The wages of a too many full-time employees in the US don’t cover families’ basic needs.
Phyllis Hepp, MSW, LMSW is the Director of Organizational Development at Kalamazoo Loaves & Fishes.*
At Kalamazoo Loaves & Fishes, we do great work providing food to the hungry in our community, but really we want to find a way to end that hunger altogether.
To do that is simple: Make sure people earn enough money to put food on the table. We can do this by increasing the federal minimum wage.
Every day, our food pantries get calls from people who have jobs and work hard and long, but come home at night to find empty shelves and hungry kids. No matter how many hours they work, their wages are just not enough.
This isn’t right. It isn’t fair. And it simply doesn’t make sense.
So in early February, I left my office in Michigan and traveled to Washington, DC to visit my members of Congress and tell them just that: Raise the federal minimum wage. We know that millions of workers and their families would benefit.
I joined Oxfam America and other advocates in several visits on Capitol Hill. We were asking them simple questions: Why is the federal minimum wage stuck at a poverty level? Why won’t Congress take steps to raise the wage so that millions of hard-working Americans can feed their families and find a way out of poverty?
Take the examples of two clients whom I met recently in the Kalamazoo area:
- Sarah is working two jobs and caring for an elderly father. She makes just over the SNAP (food stamps) eligibility level, which means she doesn’t qualify for food stamps. But she can’t pay both the house payment and the food bill, so turns to our food pantry.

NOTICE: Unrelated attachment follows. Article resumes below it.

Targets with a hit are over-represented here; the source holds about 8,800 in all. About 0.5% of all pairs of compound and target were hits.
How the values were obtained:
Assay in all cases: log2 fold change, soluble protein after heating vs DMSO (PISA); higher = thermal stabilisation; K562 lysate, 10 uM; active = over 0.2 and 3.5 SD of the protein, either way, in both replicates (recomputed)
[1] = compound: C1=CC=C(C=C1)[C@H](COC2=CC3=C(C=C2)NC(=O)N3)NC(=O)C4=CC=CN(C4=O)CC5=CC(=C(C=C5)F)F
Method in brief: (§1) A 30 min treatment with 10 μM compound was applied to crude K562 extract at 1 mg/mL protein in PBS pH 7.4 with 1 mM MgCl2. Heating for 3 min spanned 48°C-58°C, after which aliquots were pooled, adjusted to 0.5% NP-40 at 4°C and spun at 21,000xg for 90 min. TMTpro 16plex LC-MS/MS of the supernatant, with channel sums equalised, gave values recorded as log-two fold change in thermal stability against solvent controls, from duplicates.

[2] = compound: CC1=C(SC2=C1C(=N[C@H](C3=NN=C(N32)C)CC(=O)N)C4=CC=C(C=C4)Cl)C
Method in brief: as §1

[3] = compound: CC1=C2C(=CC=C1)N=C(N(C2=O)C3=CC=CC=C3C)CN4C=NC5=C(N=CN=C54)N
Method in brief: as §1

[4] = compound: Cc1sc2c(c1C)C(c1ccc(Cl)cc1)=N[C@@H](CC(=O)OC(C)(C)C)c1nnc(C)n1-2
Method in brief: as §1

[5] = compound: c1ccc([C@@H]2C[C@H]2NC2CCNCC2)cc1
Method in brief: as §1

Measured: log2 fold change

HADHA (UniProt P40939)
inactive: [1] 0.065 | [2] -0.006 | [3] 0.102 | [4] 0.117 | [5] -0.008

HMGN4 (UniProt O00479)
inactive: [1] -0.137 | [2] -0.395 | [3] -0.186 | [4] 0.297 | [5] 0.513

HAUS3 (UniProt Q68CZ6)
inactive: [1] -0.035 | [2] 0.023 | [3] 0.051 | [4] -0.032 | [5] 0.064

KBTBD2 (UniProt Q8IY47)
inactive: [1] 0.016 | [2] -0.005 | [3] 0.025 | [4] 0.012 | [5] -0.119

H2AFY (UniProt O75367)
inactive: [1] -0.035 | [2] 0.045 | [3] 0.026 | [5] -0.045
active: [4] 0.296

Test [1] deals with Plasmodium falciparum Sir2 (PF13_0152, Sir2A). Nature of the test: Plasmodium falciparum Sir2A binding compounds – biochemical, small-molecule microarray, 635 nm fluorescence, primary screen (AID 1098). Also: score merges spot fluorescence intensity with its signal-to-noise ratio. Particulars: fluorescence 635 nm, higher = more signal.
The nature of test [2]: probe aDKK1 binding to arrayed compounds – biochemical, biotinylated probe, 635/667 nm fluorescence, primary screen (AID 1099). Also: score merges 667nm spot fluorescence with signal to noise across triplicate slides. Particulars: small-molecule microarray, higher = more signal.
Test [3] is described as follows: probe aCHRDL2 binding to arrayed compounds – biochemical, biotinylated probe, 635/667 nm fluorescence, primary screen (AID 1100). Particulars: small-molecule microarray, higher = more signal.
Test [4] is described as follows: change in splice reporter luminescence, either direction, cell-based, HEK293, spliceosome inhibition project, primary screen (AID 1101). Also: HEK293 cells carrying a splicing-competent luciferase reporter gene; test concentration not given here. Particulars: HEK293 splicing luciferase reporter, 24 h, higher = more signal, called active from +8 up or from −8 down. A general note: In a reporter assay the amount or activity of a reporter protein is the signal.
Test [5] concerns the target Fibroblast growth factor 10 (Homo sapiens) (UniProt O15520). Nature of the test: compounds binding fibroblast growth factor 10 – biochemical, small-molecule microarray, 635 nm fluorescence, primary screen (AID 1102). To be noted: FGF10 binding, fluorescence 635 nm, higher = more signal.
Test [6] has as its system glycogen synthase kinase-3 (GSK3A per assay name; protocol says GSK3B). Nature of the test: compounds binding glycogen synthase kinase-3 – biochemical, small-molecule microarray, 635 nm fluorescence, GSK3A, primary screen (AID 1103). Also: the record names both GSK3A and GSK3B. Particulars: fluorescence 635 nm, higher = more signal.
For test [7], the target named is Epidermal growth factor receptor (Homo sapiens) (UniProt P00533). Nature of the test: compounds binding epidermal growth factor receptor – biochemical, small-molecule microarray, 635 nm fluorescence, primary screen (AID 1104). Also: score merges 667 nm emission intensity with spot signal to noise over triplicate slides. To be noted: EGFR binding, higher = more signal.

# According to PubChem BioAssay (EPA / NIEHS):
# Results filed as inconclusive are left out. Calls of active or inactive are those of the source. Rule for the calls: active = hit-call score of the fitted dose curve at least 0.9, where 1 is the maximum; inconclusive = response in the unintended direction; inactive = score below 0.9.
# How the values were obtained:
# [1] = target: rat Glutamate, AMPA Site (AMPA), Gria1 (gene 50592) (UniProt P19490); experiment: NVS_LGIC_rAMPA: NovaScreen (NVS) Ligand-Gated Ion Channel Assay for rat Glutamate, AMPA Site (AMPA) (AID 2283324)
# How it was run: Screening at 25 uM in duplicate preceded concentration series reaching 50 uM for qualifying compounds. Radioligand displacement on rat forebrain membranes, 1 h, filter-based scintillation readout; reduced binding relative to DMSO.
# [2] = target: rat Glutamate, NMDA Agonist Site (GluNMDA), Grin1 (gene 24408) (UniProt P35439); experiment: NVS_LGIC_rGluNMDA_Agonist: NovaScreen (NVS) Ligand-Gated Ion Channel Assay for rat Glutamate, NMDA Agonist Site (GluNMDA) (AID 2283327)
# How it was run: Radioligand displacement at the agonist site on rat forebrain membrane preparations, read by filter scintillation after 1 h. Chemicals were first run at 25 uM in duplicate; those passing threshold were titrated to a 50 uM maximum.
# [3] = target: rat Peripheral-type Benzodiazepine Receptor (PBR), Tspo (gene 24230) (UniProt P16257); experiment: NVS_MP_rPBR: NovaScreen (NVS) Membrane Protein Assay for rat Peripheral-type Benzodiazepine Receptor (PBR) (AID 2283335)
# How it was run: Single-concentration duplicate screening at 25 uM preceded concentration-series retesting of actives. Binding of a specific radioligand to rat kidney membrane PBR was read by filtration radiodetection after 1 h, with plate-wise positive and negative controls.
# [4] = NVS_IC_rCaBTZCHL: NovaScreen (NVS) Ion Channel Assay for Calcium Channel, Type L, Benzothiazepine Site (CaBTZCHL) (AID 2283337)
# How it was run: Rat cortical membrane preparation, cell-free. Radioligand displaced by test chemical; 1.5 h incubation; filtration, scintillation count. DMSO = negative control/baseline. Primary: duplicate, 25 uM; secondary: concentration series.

- Tiffany, 38 years old, lost a good-paying job due to downsizing. While she eventually secured another job, it pays wages so low that that she and her daughter had to move back in with her parents. The family needs food assistance to make sure everyone has enough to sustain them all.
I believe that the wages of a full-time employee should cover the basic needs of a family, and this means that the federal minimum wage needs to be higher than $7.25 an hour. Although Michigan’s minimum wage is higher than the federal minimum, it’s still only $8.15 per hour –hardly enough for a worker to support a family. A full quarter of the children in my Congressional district, MI-6, live in households supported by low-wage workers (earning under $11.50 an hour).
On Capitol Hill, I spoke with Congressman Fred Upton and the legislative aides for Michigan Senators Debbie Stabenow and Gary Peters about how low wages impact the number of people who need emergency food assistance in Kalamazoo County. Sixteen percent of working households in MI-6 receive food stamps, but there’s a lot more who don’t qualify for SNAP, and still don’t earn enough money to sustain their households. Even with the Michigan state plan for minimum wage increases over the next few years (to $9.20 by 2017), low-wage workers won’t be able to sustain their households without government and emergency assistance.
I’m honored to work with staff and volunteers who want to make sure that no one, of any age in any corner of our community, is suffering from hunger. Our organization services a lot of folks with food in several ways: a grocery pantry, a weekend program for kids (72% of children in Kalamazoo Public Schools qualify for free and reduced-price lunch), meals for vulnerable populations, and more.
But as the government safety net is eroded, Kalamazoo Loaves & Fishes can’t meet the current level of need, much less the projected increases of working families’ needs. We need to raise the federal minimum wage because people who are willing to work hard should be able to raise a healthy family.
*Advocacy continues to be a critical component in Kalamazoo Loves & Fishes’ fight to end local hunger. While direct service and food distribution programs provide essential immediate help to hungry people, its advocacy programs aim to influence public policy and resource allocation within political, economic and social systems and institutions.